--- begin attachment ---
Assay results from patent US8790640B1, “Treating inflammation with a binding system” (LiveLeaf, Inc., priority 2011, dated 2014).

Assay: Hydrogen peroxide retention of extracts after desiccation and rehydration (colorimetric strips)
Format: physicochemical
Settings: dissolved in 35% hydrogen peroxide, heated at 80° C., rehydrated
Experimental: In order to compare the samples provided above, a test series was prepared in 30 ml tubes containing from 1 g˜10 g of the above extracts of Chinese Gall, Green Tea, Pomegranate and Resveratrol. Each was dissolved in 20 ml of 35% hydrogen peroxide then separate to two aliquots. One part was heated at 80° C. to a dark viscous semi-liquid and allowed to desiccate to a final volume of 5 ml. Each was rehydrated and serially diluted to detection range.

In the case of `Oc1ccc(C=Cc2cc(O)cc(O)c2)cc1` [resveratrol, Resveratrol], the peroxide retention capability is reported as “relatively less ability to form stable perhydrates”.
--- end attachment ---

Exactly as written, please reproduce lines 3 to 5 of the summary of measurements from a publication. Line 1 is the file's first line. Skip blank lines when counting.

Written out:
Format: physicochemical
Settings: dissolved in 35% hydrogen peroxide, heated at 80° C., rehydrated
Experimental: In order to compare the samples provided above, a test series was prepared in 30 ml tubes containing from 1 g˜10 g of the above extracts of Chinese Gall, Green Tea, Pomegranate and Resveratrol. Each was dissolved in 20 ml of 35% hydrogen peroxide then separate to two aliquots. One part was heated at 80° C. to a dark viscous semi-liquid and allowed to desiccate to a final volume of 5 ml. Each was rehydrated and serially diluted to detection range.